Offer $4000 and see what they say.
Learn from experience. Learn that sometimes a dream car is best left in your dreams.
Offer $4000 and see what they say.
My first car was a 1971 Fiat Spyder that my Dad bought for $40 when I was 15 (This was in 1975!). After 4 short years on the road the car was trash and I basically had to rebuild it. I spent an entire year getting it back into driving condition.
The old saying that “FIAT” was an acronym for “Fix It Again, Tony” was pretty accurate. A week didn’t go by that something didn’t go awry with that car. It finally gave up the ghost in 1978 when the front suspension basically detached from the rest of the car due to rust.
Unless you have all the time in the world and love working on cars, RUN don’t walk away from this car!
Two high school friends of mine bought them as cheap first cars and regretted it ever after. It was only the late seventies and the cars were already collapsing into rusty heaps, even in LA. I always did like their style, and had plenty of time to admire their lines since they hardly ever ran. However, my true love was reserved for the gorgeous X1/9, an even worse car, just as unreliable and harder to work on. Do yourself a big favor and fall in love with a car that doesn’t spit oil in your face. They do exist.
Get yourself a used Miata for the same price, or less, and spend the summer driving it and having fun, instead of working all summer on a parked Fiat and not going anywhere
Thanks all for the help and advice.
I just found out that my grandparents are giving me their 2001 Buick Century so now I have no reason to shop for cars. It seems like there was a resounding “No!” to my purchasing this car anyway. =P
Sounds like a wonderful college car,dont dog it to death and learn by doing the maintenence on .it should get pretty good fuel economy too,good luck -Kevin
Thank your grandparents profusely…take care of it and it will take care of you…paint number 12 on the doors if you like…
Hey, good for you. Those Fiat Spiders are pretty cool looking cars.
But should you go for it? That’s another question entirely. This car is going to have a lot of maintenance work needed to keep it on the road. It’s old in the first place. Everything in, on, and under the car is in the process of failing. Plus it wasn’t ever known to be a super-reliable car in the first place. Even when new. And it’s a pretty unsafe car, being small, a soft-top, and having none of the current safety devices like modern brakes, air bags, anti-lock braking, and stability control. It has none of those. You’ll lose in pretty much any collision you have with a newer car. Or with a telephone pole.
But it is fun to drive. And it’s fast and has a pretty good suspension system so it corners well. I drove one for a few months back in the 70’s.
If you are just goofing for the summer and want a car to do it with, I say go for it. But back it up with some money in the bank you are prepared to spend to keep it on the road. And I mean a lot of money.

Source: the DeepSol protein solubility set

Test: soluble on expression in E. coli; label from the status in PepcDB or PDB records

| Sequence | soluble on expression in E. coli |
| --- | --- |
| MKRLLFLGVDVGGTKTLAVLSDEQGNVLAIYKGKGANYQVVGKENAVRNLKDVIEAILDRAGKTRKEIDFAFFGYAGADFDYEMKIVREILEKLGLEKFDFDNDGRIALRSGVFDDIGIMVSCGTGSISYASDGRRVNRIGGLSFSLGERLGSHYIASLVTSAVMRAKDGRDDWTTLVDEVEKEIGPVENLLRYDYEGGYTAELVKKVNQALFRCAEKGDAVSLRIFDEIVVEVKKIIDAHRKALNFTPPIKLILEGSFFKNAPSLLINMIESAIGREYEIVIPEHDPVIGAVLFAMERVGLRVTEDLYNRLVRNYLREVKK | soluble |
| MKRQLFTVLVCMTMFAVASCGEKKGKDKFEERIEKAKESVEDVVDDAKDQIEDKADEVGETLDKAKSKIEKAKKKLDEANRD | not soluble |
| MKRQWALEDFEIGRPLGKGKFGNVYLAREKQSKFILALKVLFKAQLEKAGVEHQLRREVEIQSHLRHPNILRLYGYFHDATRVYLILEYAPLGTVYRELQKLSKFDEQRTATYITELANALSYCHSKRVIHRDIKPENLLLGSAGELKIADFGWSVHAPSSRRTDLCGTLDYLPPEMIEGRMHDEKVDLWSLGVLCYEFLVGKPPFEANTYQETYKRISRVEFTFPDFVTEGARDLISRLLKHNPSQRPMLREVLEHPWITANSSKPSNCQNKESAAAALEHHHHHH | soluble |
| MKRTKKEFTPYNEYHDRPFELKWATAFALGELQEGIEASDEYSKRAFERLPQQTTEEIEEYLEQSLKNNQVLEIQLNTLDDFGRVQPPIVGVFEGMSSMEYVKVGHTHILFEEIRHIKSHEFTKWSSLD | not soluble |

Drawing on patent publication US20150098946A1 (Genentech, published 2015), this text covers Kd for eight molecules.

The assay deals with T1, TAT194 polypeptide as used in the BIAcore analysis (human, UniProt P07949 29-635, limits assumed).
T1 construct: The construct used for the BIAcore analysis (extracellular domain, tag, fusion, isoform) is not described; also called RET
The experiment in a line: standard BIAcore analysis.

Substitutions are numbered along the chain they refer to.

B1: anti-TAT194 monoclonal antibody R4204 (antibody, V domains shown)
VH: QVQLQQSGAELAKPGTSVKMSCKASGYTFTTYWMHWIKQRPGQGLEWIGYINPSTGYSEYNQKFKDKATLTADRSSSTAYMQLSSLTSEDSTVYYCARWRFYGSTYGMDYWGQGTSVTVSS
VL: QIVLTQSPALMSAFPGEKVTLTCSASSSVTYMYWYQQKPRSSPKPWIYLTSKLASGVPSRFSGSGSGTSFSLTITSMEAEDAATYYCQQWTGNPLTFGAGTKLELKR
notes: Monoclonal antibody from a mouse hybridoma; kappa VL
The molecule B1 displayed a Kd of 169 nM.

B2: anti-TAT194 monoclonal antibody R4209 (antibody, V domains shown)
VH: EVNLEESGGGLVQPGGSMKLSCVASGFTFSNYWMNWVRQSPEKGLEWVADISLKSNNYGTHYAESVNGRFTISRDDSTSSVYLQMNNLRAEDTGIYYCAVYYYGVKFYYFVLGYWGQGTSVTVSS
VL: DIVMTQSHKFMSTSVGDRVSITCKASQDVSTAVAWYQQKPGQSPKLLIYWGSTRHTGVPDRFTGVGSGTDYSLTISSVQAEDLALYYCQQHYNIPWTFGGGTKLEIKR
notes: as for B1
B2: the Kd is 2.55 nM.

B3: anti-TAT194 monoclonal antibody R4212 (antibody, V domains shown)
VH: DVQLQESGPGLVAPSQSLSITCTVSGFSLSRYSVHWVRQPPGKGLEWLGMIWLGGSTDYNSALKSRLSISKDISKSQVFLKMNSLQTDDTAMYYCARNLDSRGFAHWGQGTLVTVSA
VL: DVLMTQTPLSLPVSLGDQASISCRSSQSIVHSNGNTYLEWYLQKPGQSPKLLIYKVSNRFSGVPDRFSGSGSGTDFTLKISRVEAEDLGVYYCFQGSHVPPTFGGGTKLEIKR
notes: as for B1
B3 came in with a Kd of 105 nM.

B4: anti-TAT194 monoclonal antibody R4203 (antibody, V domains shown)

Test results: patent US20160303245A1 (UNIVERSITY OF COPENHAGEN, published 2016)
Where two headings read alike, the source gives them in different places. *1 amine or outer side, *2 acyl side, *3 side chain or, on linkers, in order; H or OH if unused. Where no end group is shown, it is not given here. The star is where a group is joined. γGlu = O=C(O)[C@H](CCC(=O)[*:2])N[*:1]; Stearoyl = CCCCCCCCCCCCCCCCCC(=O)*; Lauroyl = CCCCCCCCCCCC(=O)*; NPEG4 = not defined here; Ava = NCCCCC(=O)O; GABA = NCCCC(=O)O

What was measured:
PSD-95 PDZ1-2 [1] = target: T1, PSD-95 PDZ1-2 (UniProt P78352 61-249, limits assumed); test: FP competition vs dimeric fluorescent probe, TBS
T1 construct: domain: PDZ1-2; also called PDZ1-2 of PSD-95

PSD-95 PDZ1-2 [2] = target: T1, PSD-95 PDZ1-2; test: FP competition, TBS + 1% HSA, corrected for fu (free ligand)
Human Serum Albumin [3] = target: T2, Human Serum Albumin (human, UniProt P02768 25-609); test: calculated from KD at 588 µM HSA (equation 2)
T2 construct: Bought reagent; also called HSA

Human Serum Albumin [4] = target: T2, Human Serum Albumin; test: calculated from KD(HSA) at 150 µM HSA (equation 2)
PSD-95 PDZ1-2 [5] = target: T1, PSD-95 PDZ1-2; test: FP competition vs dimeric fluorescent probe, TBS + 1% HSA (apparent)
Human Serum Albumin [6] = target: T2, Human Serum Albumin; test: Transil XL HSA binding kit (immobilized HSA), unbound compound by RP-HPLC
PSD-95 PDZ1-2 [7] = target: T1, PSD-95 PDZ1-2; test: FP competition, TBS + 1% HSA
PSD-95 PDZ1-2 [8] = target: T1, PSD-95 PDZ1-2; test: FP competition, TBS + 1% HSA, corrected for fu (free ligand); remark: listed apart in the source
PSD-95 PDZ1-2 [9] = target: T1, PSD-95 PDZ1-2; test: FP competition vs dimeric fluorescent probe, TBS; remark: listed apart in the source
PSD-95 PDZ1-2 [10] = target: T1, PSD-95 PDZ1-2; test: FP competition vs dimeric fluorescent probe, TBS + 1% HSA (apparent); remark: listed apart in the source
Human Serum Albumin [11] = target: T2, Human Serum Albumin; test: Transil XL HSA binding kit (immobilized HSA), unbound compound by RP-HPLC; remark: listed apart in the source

And this isn’t a car for long trips, freeway driving, or winter weather driving. Or a car that can be kept on the road for cheap. If that’s really what you need in a car, a Honda Civic or Toyota Corolla or Ford Focus, something like that, rated “reliable” and “good value” by Consumers Reports, that is the way to go.
If you can live with the above limitations tho, first off, get a good life insurance policy, then pony up the dough for the purchase, and prepare to have some fun.
‘Down the road’ (so to speak) when you want to get a fun Italian 2-seater, get an Alfa, not the Fiat. It’s a much better-made car, lots around (they hold together better) and there’s lots of parts available, from the right sources.
'Down the road' (so to speak) when you want to get a fun Italian 2-seater, get an Alfa, not the Fiat. It's a much better-made car,
“That’s like saying syphilis is a better STD to have than gonorrhea.”
@bscar2 - nah, the Alfa’s actually a pretty decent car, much better than the equivalent Brit cars of the time…OK more ‘that’s like saying …’ comments…
I don’t have a serious answer. My tthought was that somebody went to a lot of trouble to restore it and now is trying to get rid of it. The Car Talk calendar has a lot of Fiat jokes on it so Fiats aren’t taken too seriously by the Majorca boys, Tom and Ray. Don’t buy that car.
I am 63 years old, fifty ear shade tree wrench, and have been around long enough to know that FIAT stands for FIX IT AGAIN TONY! True they are fun cars but the insurance will destroy an 18 year old male’s bank account. That and the maintenance will kill you. Buy a Miata, an old Z, or some other Japanese sporty car. Save the foray into the Italian motoring world when you have one reliable vehicle and just want a toy.
I have done engine swaps on dozens of cars over the years (1956 to present), and I would recommend a Mazda Miata engine and transmission for the 124. These engines are “bullet proof” and readily available at reasonable prices. Be sure to get ALL the electrical/electronic parts associated with the engine, and the drive shaft, if you try this. Good luck! Tony (I assume you know that FIAT means “Fix It Again Tony”…well, I’m that Tony:).
Unless you have plenty of disposable money, or know how to repair it yourself. I would advise you to steer clear of an old Fiat. They can be a blast, if you can fix it yourself, if not it will drive you into the poor house.
One thing I don’t think has been discussed yet is the cost of insurance for a Miata, or even the Spyder.
I imagine it wouldn’t be all that cheap to insure for an 18 year old; doubly so if OP is male.